Crises in Haiti underscore importance of U.S. asylum program

By Mel Wilson, MBA, LCSW
NASW Senior Policy Advisor

Haiti on Aug. 14 was hit with a 7.2 magnitude earthquake that has killed more than 2,000 people and injured more than 12,000.  The true scope of the disaster is unknown and the death toll will likely rise in coming days.

Haiti was in crisis before this latest disaster. Haitians have not recovered economically or socially from the January 2010 earthquake that killed nearly 200,000 people. And 140,000 people remain displaced from Hurricane Matthew in 2016.

Displaced Person Camp in Haiti

Camp set up by people displaced by an earthquake in Haiti. Getty Images.

These natural disasters have been compounded by the ongoing and destabilizing political turmoil that culminated in the July assassination of President Jovenel Moïse ― leaving the population under a daily threat of violence.

Over the years, Haiti has shown a high degree of resiliency in the face of these struggles― this capacity to survive is to be admired. However, there is a limit to resiliency. No country can or should be expected to endure continued poverty, political instability, and natural disasters.  For that reason, it is critical that the United States and the rest of the world respond to the August 2021 earthquake with compassion and medical, and economic support.

The U.S. policy on deportation of Haitian asylum seekers and those with Temporary Protective Status (TPS) is equally important. TPS was granted after the earthquake of 2010. Though not widely known, even before the latest political turmoil and the earthquake, thousands of Haitians have been stranded in less-than-ideal conditions in Mexican border towns as they seek asylum protection in the United States. Additionally, more than 2,000 more have been recently deported back to Haiti.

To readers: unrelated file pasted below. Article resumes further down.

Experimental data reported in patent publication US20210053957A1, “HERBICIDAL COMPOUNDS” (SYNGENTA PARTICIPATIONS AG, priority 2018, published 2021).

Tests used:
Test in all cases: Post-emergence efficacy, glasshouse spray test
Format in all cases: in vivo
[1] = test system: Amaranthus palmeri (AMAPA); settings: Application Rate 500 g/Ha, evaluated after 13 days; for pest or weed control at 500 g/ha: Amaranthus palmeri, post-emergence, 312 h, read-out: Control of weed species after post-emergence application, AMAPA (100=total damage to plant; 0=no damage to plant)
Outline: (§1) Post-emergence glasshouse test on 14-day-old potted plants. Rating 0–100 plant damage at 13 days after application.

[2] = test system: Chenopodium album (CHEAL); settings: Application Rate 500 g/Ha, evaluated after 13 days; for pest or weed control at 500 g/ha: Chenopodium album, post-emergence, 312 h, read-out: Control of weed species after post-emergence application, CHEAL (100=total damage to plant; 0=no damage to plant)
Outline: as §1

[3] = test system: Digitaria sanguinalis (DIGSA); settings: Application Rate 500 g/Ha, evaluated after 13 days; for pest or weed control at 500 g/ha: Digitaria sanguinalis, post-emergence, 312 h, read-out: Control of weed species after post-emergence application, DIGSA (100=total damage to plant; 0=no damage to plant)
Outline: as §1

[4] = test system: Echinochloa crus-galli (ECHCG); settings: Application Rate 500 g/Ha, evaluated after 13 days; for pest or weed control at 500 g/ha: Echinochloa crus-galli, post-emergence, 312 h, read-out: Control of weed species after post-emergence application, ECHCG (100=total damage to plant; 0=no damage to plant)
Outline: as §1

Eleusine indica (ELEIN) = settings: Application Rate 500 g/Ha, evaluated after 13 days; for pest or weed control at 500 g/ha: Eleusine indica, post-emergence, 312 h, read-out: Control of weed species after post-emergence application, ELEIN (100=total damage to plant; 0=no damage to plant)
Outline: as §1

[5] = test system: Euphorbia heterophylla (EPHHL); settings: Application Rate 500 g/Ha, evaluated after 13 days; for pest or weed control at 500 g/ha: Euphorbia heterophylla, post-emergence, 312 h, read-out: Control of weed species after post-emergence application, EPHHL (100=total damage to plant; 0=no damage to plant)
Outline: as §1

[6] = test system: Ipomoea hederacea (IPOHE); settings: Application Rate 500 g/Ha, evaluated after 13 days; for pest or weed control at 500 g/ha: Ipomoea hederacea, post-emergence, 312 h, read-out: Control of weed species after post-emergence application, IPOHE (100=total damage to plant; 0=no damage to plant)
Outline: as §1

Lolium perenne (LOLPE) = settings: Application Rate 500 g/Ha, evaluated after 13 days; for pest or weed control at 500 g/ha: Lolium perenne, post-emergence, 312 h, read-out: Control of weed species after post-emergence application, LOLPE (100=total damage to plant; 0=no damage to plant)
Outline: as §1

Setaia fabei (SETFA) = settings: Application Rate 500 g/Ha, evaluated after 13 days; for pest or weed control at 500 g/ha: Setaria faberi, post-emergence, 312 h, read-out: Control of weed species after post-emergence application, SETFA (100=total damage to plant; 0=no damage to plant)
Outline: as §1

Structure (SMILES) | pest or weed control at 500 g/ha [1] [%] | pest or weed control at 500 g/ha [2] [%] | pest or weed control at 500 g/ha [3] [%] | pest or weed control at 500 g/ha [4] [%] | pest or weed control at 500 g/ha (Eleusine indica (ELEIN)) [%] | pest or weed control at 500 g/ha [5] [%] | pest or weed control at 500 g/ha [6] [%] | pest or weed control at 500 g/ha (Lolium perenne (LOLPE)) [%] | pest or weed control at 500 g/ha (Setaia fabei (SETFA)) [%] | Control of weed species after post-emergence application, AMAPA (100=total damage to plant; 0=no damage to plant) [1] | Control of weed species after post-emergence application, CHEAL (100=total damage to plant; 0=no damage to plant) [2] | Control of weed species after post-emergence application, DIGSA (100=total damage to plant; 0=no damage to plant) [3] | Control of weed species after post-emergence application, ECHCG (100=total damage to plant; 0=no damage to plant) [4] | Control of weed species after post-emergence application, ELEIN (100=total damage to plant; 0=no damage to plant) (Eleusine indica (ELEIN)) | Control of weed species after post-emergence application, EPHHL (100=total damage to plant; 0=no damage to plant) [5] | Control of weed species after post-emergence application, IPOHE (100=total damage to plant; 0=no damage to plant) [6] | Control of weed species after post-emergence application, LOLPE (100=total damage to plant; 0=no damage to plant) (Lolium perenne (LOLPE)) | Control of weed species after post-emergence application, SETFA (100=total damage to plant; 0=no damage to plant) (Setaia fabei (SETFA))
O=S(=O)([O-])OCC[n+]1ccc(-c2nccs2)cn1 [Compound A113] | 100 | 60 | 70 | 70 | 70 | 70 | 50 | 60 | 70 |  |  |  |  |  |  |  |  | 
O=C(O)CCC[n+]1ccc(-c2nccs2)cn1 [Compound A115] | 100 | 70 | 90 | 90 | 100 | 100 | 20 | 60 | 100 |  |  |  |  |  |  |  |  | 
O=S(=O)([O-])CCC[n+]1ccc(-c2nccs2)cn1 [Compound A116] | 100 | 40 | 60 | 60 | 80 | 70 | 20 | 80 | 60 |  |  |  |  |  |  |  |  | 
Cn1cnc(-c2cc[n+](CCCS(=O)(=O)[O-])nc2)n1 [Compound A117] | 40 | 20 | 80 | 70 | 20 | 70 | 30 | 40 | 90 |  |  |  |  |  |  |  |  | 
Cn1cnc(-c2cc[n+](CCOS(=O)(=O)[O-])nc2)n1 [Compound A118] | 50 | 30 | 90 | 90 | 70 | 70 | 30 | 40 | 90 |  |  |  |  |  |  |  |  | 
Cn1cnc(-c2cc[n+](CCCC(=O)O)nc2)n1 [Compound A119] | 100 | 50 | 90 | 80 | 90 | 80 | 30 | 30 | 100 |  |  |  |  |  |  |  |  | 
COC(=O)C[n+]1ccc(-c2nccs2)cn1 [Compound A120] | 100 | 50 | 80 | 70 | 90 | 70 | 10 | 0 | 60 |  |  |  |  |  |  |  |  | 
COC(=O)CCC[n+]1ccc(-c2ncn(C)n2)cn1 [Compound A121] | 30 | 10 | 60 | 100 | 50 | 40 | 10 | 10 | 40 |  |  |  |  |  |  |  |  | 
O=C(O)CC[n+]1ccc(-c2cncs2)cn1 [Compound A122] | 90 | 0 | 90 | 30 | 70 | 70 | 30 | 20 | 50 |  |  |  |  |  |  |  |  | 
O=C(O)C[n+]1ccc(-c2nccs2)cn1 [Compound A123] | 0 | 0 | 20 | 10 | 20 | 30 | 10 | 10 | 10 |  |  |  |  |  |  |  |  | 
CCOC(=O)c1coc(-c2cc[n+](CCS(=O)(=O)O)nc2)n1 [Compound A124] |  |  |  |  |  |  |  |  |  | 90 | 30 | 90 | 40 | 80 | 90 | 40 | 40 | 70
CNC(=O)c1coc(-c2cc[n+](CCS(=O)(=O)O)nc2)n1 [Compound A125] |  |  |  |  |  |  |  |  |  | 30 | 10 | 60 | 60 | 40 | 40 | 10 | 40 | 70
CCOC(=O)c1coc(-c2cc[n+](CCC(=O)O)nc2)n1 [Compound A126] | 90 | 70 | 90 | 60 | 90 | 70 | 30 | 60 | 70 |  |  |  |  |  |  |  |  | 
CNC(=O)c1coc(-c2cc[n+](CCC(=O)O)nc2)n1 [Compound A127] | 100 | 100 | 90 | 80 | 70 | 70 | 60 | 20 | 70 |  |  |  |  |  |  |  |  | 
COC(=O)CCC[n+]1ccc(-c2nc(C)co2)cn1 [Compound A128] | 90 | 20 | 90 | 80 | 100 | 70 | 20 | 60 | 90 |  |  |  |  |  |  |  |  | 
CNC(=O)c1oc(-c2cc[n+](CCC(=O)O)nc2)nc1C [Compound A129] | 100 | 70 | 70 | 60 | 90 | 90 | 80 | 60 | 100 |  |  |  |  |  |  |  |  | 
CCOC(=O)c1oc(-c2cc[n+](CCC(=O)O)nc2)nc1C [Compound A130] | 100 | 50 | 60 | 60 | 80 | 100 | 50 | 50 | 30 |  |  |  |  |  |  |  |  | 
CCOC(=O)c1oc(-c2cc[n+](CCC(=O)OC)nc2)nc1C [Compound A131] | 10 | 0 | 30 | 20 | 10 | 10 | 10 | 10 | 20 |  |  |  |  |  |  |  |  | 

As Haitians struggle to cope with the deaths and consequences the August earthquake, the Biden administration should immediately halt all deportation and expulsion flights to Haiti. Moreover, the administration should promptly return to the United States Haitians who were deported although they were eligible for Temporary Protected Status (TPS) protections. Finally, avenues must be explored to gain the release of Haitian immigrants ―including Deferred Enforced Departure (DED)― detained in immigration facilities in the United States, Puerto Rico, and other territories and grant humanitarian parole to Haitians at the U.S.-Mexico border.

This is the least that we can do for a country that have been living through seemingly unending political upheaval and natural disasters for decades― if not centuries.

Want to help Haitians? NPR recommends these relief organizations.

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